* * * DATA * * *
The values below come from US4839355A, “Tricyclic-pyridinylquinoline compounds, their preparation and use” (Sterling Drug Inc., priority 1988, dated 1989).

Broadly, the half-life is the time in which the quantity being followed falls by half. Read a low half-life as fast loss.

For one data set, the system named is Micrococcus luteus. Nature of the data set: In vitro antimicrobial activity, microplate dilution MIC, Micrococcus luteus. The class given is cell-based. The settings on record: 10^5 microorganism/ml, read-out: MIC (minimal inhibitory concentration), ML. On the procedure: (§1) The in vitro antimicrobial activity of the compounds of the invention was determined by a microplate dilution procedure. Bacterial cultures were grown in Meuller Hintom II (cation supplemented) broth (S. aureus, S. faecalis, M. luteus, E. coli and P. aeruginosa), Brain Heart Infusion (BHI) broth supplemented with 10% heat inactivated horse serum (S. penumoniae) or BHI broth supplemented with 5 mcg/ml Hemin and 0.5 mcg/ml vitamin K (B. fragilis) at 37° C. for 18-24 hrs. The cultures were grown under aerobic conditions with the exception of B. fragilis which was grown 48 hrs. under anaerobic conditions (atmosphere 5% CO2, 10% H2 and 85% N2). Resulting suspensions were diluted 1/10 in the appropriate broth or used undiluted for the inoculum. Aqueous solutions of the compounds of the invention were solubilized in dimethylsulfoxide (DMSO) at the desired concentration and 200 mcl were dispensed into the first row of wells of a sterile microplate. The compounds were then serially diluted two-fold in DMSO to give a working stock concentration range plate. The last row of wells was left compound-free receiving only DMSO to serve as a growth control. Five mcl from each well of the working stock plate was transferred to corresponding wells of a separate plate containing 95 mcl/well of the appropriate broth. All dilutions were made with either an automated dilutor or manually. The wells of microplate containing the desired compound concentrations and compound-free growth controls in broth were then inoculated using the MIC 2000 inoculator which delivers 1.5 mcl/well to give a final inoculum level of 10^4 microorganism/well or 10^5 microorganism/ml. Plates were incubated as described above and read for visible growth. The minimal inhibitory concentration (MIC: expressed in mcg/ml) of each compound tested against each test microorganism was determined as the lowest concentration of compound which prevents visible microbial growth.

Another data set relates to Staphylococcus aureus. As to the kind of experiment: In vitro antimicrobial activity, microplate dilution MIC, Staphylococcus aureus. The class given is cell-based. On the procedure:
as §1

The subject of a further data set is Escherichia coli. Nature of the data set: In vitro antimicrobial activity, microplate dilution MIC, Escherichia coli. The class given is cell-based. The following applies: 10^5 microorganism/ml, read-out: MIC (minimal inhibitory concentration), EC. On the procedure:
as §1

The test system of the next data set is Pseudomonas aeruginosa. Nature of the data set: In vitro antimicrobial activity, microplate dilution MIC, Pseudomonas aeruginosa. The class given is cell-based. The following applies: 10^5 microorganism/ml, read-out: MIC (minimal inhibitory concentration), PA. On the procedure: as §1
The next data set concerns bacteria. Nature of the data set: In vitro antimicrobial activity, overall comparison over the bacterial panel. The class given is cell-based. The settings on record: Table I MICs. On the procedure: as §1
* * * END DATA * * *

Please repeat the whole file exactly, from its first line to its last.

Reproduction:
The values below come from US4839355A, “Tricyclic-pyridinylquinoline compounds, their preparation and use” (Sterling Drug Inc., priority 1988, dated 1989).

Broadly, the half-life is the time in which the quantity being followed falls by half. Read a low half-life as fast loss.

For one data set, the system named is Micrococcus luteus. Nature of the data set: In vitro antimicrobial activity, microplate dilution MIC, Micrococcus luteus. The class given is cell-based. The settings on record: 10^5 microorganism/ml, read-out: MIC (minimal inhibitory concentration), ML. On the procedure: (§1) The in vitro antimicrobial activity of the compounds of the invention was determined by a microplate dilution procedure. Bacterial cultures were grown in Meuller Hintom II (cation supplemented) broth (S. aureus, S. faecalis, M. luteus, E. coli and P. aeruginosa), Brain Heart Infusion (BHI) broth supplemented with 10% heat inactivated horse serum (S. penumoniae) or BHI broth supplemented with 5 mcg/ml Hemin and 0.5 mcg/ml vitamin K (B. fragilis) at 37° C. for 18-24 hrs. The cultures were grown under aerobic conditions with the exception of B. fragilis which was grown 48 hrs. under anaerobic conditions (atmosphere 5% CO2, 10% H2 and 85% N2). Resulting suspensions were diluted 1/10 in the appropriate broth or used undiluted for the inoculum. Aqueous solutions of the compounds of the invention were solubilized in dimethylsulfoxide (DMSO) at the desired concentration and 200 mcl were dispensed into the first row of wells of a sterile microplate. The compounds were then serially diluted two-fold in DMSO to give a working stock concentration range plate. The last row of wells was left compound-free receiving only DMSO to serve as a growth control. Five mcl from each well of the working stock plate was transferred to corresponding wells of a separate plate containing 95 mcl/well of the appropriate broth. All dilutions were made with either an automated dilutor or manually. The wells of microplate containing the desired compound concentrations and compound-free growth controls in broth were then inoculated using the MIC 2000 inoculator which delivers 1.5 mcl/well to give a final inoculum level of 10^4 microorganism/well or 10^5 microorganism/ml. Plates were incubated as described above and read for visible growth. The minimal inhibitory concentration (MIC: expressed in mcg/ml) of each compound tested against each test microorganism was determined as the lowest concentration of compound which prevents visible microbial growth.

Another data set relates to Staphylococcus aureus. As to the kind of experiment: In vitro antimicrobial activity, microplate dilution MIC, Staphylococcus aureus. The class given is cell-based. On the procedure:
as §1

The subject of a further data set is Escherichia coli. Nature of the data set: In vitro antimicrobial activity, microplate dilution MIC, Escherichia coli. The class given is cell-based. The following applies: 10^5 microorganism/ml, read-out: MIC (minimal inhibitory concentration), EC. On the procedure:
as §1

The test system of the next data set is Pseudomonas aeruginosa. Nature of the data set: In vitro antimicrobial activity, microplate dilution MIC, Pseudomonas aeruginosa. The class given is cell-based. The following applies: 10^5 microorganism/ml, read-out: MIC (minimal inhibitory concentration), PA. On the procedure: as §1
The next data set concerns bacteria. Nature of the data set: In vitro antimicrobial activity, overall comparison over the bacterial panel. The class given is cell-based. The settings on record: Table I MICs. On the procedure: as §1